I recently played a small part in a community theatre production of a well known play. After ten weeks of rehearsals and endlessly pacing through my living room reciting my lines I finally figured out what’s wrong with real life. The play came out perfect; my real life hasn’t. Why?
First, there’s no script in real life. We’ve got to make this stuff up as we go. No wonder I’m always in trouble for saying inappropriate things; I’ve been winging it all these years without a script. I’ve been inventing dialog as fast as I can, just to keep up.
Not only are there no scripts, there are no rehearsals either. We get no practice. Everything is happening for the first and final time. That’s why we all look like klutzes; we’re fumbling through life with no practice.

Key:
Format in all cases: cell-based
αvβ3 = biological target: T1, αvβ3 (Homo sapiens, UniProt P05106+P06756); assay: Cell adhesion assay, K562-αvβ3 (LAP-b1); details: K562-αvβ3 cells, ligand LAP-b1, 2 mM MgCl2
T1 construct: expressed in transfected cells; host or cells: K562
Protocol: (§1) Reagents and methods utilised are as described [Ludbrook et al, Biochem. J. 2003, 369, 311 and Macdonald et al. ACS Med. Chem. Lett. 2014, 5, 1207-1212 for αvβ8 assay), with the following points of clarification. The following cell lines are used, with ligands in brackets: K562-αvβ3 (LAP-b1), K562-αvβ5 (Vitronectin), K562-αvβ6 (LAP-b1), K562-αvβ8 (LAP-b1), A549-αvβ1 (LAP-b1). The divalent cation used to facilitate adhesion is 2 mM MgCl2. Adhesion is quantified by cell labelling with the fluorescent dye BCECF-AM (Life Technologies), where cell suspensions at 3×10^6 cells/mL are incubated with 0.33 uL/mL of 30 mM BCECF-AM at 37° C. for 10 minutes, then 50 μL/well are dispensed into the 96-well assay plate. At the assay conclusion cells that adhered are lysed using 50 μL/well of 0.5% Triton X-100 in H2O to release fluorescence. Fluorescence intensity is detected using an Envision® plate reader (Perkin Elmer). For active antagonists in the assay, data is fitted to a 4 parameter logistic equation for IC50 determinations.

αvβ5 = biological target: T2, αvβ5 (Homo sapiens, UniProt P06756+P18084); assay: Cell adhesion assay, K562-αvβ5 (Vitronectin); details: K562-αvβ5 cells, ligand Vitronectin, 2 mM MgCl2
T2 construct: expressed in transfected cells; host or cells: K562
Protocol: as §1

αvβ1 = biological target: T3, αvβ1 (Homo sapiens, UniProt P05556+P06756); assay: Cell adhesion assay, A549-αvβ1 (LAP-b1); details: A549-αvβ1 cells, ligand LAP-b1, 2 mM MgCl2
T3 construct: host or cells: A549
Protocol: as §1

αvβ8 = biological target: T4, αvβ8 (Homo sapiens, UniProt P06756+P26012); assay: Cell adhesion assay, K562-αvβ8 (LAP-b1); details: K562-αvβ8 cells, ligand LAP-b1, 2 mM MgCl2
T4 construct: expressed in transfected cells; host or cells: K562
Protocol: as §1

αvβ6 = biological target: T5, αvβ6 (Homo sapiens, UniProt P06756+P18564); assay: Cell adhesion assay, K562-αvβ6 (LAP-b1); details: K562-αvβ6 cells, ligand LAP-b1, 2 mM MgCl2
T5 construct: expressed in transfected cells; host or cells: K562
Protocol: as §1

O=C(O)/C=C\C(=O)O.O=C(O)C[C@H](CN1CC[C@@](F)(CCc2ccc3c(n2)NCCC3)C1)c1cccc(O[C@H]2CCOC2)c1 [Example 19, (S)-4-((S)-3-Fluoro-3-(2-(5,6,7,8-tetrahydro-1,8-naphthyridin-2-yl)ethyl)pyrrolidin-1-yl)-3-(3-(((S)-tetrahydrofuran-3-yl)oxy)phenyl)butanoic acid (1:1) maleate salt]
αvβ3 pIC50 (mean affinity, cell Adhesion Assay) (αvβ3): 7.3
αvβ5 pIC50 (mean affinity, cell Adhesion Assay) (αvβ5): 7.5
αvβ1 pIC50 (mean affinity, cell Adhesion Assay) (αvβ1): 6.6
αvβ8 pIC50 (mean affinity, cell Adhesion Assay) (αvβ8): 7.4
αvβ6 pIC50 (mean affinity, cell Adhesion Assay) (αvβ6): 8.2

No retakes, the first take is a keeper. Our first and only effort goes into the record books and we never get a chance to craft or hone our actions. We just blurt it out, screw it up and live with it, forever.
We also don’t get a chance to go back and edit our original performances. We all need to tighten, shorten, pep up or correct our first efforts but we never get a chance. Life is difficult enough without recording history on the first take without so much as a microsecond of editing.
Absolutely the worst thing about real life is there is no sound track. Real life is dead quiet. Life really needs an off-camera orchestra to enhance our moods, alert us to coming dangers and to add action to our otherwise boring moments.
My life is one big first draft full of typos, misspellings, fragments, and the lot.
No wonder I’m depressed.
©2009 by Bob Rockwell